Some examples of expansionary fiscal policy include lowering taxes and increasing government spending. An expansionary fiscal policy is implemented by a government when they want to raise the overall amount of money available to citizens.
Lowering income taxes leaves people with more disposable income which, in turn, is likely to lead to an increase in the purchase of consumer goods. Alternatively, governments might opt for issuing a one-off income tax rebate, essentially for the same outcome of boosting consumer spending.
Increasing government spending, another means for implementing expansionary fiscal policy, involves channeling more funds into various government departments or agencies. The additional money serves to boost production, income and employment.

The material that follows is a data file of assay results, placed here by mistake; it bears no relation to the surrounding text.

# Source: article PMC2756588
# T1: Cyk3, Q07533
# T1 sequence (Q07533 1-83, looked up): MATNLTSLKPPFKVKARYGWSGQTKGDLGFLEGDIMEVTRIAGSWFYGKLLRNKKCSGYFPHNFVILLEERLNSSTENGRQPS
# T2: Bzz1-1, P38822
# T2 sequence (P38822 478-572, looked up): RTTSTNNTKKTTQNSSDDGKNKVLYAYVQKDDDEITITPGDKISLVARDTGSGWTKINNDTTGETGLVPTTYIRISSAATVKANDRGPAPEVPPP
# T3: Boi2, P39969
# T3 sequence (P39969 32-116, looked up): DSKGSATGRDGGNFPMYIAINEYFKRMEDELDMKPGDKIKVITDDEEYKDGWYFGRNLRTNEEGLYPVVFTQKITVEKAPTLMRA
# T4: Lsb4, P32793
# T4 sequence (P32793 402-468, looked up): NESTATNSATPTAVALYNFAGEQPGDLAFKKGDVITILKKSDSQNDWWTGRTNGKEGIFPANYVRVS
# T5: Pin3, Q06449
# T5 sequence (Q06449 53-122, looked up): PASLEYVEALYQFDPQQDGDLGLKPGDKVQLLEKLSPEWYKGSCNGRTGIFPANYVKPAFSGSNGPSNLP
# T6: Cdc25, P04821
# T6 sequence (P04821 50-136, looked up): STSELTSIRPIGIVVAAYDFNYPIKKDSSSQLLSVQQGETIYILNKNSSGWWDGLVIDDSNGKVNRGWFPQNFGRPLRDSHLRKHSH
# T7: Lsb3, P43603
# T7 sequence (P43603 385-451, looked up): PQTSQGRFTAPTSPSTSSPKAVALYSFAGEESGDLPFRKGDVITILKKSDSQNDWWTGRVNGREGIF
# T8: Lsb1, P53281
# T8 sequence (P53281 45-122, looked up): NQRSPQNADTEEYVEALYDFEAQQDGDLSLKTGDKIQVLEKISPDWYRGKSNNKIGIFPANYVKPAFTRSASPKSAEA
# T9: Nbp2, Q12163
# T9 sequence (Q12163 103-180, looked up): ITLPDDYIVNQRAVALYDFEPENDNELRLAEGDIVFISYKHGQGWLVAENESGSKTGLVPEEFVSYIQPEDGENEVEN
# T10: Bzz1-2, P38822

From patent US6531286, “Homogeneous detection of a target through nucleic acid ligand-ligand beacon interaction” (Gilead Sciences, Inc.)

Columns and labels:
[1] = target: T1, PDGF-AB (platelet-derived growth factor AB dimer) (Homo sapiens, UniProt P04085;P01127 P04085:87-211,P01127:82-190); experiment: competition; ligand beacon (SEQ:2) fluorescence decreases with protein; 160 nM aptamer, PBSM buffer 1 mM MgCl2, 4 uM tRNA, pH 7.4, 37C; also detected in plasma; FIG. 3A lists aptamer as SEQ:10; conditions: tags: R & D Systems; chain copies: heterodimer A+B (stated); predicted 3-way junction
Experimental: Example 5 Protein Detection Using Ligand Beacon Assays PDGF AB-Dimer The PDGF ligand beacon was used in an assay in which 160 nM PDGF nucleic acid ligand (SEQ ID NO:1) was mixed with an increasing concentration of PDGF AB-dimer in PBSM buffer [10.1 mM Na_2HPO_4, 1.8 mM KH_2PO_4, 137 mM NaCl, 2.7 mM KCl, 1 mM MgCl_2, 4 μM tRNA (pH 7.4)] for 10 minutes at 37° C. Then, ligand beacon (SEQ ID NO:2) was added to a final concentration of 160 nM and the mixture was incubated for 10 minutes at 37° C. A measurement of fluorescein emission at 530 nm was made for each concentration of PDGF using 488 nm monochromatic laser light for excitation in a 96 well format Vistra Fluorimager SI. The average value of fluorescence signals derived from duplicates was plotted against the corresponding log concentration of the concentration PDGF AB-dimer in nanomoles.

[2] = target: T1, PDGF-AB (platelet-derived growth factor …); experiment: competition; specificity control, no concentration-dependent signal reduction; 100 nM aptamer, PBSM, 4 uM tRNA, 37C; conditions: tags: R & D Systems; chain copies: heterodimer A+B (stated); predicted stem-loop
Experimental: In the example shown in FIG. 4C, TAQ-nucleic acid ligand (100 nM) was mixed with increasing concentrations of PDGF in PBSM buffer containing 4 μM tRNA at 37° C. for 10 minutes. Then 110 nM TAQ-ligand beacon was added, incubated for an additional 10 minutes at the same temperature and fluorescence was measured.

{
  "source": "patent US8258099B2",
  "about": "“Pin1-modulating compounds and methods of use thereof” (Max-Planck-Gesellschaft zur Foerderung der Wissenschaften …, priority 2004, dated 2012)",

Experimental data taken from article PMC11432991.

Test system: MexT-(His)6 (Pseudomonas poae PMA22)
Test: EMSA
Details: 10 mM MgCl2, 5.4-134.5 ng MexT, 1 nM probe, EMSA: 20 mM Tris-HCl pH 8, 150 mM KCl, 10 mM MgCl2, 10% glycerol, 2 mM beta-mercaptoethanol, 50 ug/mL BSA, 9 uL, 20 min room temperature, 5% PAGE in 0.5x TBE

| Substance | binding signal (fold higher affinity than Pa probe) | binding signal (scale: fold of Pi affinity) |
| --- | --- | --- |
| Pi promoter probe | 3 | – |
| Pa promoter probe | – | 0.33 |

Transfer payments represent a third type of expansionary fiscal policy tool. These include Social Security benefits, unemployment checks and low-income welfare payments. For an expansionary fiscal policy, transfer payments such as these might be increased by a certain percentage, or recipients might be given a one-off lump sum in addition to their usual allowance. This is intended to increase disposable income and therefore consumer spending.
Expansionary fiscal policy is typically implemented during unstable business cycles, when the level of aggregate production is far lower than available resources allow. This usually leads to an increased unemployment rate, low disposable income, low spending and a recessionary gap.